New Delhi: Countries across the world have failed to provide a global response that could have helped to prevent the “tragic” coronavirus crisis in India, Dr Anthony Fauci, the White House’s chief medical advisor, has said.
In an interview to the Guardian Australia, Dr Fauci said the outbreak in India has highlighted inequality and how wealthier nations have failed to provide equal access to healthcare across the world.
“The only way you’re going to adequately respond to a global pandemic is by having a global response, and a global response means equity throughout the world,” Dr Fauci said.
He added: “And that’s something that, unfortunately, has not been accomplished. Often when you have diseases in which there is a limited amount of intervention, be it therapeutic or prevention, this is something that all the countries that are relatively rich countries or countries that have a higher income have to pay more attention to.”
India has been hit hard by a second wave of coronavirus. The country is reporting a record number of daily infections. So far, India has reported the second highest number of total cases in the world at 1,79,97,267 cases and 2,01,187 deaths. It accounts for a majority of the cases reported in the last week across the world — 21,72,063 new cases.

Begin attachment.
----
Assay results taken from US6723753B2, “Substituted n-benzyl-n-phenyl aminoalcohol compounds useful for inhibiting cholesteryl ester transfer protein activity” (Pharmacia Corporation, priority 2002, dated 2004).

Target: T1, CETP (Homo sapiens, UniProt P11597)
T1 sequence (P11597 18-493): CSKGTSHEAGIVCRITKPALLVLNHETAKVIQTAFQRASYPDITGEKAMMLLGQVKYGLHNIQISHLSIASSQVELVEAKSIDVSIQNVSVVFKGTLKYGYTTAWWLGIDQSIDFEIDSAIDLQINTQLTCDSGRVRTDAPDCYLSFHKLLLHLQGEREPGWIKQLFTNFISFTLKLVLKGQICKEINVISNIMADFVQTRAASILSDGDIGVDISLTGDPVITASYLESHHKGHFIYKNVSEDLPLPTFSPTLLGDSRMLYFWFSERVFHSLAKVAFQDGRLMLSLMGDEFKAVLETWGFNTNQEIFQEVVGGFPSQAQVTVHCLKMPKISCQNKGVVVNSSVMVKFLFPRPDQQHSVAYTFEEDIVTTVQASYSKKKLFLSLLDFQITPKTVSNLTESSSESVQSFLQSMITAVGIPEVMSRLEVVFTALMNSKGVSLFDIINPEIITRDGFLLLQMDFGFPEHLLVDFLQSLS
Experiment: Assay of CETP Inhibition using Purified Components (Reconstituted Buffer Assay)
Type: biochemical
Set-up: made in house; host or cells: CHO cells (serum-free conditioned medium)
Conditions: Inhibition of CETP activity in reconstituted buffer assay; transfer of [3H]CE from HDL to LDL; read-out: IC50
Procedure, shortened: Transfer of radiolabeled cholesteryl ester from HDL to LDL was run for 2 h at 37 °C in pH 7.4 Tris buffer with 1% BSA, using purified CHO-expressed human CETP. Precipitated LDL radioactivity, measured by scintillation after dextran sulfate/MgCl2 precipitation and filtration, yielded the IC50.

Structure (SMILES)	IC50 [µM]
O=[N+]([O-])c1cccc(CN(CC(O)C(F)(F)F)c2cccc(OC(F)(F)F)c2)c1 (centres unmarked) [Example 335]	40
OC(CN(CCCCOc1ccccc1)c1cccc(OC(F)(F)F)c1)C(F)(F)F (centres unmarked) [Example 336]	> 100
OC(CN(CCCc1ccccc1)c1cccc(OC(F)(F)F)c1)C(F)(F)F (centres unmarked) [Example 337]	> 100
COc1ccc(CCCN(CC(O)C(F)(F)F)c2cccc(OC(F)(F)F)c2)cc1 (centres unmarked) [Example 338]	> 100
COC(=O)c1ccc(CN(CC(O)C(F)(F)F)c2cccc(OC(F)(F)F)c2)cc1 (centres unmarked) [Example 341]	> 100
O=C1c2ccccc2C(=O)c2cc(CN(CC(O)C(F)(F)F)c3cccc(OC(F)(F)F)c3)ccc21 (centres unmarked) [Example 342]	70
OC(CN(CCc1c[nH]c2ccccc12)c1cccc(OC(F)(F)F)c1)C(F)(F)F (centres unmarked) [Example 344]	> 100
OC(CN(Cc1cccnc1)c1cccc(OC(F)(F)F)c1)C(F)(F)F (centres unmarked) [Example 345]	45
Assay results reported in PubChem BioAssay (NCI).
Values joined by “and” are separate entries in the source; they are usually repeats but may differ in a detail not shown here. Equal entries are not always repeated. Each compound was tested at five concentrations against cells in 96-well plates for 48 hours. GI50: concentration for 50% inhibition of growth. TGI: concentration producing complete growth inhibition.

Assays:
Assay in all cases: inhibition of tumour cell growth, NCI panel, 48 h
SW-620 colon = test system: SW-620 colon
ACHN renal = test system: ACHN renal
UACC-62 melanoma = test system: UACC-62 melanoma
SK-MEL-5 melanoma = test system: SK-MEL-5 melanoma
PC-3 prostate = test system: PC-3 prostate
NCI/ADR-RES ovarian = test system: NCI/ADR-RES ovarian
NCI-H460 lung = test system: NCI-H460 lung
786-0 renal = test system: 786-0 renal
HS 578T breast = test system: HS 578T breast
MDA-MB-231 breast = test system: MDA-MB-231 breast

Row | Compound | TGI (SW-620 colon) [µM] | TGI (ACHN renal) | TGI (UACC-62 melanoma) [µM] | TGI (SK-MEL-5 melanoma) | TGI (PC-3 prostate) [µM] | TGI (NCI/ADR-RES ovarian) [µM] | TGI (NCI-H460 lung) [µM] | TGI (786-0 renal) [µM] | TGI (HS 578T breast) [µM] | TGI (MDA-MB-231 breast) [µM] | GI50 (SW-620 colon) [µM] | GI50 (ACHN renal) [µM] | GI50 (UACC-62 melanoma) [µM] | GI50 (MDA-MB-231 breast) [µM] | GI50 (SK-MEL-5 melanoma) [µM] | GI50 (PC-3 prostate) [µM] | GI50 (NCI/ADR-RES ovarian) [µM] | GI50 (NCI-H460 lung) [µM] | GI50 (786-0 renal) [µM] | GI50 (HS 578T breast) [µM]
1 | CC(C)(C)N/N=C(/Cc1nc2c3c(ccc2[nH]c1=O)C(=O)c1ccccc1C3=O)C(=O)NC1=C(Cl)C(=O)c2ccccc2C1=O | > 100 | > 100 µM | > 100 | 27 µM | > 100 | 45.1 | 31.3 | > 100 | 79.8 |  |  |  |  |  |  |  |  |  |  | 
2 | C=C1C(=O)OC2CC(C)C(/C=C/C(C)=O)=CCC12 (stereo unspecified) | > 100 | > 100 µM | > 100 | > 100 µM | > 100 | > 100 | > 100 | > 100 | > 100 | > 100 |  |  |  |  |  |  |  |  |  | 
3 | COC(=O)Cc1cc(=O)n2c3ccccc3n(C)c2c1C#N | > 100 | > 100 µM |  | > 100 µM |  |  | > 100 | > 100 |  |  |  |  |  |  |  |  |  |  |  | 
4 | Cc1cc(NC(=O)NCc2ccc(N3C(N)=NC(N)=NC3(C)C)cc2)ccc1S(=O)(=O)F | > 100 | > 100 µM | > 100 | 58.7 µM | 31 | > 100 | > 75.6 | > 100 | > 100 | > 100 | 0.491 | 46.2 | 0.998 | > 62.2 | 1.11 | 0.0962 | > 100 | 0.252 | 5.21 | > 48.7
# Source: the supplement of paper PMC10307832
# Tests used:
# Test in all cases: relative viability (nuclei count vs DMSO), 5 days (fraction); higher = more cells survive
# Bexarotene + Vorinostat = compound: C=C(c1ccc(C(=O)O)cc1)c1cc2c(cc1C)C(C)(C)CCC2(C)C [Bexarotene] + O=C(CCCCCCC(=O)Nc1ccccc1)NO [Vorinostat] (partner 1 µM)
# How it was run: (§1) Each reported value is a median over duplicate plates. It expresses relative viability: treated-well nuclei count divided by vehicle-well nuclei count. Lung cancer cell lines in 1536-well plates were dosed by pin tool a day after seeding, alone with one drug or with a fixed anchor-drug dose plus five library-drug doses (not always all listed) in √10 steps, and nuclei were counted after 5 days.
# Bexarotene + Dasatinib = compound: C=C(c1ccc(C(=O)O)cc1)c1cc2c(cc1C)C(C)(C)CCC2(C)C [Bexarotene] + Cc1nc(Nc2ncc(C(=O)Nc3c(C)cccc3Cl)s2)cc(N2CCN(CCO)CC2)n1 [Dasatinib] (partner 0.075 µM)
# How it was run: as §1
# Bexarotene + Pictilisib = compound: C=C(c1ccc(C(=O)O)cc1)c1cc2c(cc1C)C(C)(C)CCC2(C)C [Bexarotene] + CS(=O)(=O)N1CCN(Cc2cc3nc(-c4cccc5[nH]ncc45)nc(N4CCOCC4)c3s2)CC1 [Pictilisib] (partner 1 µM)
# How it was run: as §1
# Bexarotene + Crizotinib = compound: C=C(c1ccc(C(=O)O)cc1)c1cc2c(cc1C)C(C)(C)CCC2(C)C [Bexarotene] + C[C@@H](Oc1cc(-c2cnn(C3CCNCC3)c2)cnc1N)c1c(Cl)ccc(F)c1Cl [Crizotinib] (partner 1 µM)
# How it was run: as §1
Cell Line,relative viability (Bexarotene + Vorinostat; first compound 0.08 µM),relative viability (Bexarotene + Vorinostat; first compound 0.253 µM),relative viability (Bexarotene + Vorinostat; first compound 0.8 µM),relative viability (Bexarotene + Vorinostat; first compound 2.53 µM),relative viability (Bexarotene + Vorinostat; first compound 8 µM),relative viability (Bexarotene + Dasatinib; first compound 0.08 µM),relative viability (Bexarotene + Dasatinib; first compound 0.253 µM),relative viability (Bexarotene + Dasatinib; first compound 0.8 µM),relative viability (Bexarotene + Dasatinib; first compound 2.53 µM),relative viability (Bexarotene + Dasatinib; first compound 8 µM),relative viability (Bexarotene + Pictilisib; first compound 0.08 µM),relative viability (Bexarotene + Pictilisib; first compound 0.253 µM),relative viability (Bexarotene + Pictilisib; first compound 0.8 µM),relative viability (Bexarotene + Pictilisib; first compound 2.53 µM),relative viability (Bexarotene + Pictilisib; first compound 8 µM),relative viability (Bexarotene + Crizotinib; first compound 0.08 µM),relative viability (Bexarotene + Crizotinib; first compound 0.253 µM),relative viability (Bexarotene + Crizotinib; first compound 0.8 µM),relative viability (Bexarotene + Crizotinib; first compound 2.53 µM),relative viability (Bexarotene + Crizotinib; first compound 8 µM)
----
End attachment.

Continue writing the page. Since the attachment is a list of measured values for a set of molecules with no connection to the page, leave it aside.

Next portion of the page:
Dr Fauci also noted that the United States has ‘revved up’ its activities to help India. The US is sending oxygen, remdesivir, PPE kits and medical supplies.
He said the World Health Organization is extending support to India through the Covax initiative, which is a global programme that aims to ensure countries in need of the vaccine receive supplies of it. But, Fauci added, “we have to do even more than that”.
“Right now, it’s a terrible tragic situation where people are dying because there’s not enough oxygen, where there’s not enough hospital beds. We have to try, looking forward, to get as much equity when it comes to public health issues as we possibly can,” he said.
The White House’s chief medical advisor also maintained that wealthier nations have a “responsibility” towards helping countries that don’t have adequate resources. He emphasised the need for transparency and communication between countries on their healthcare systems.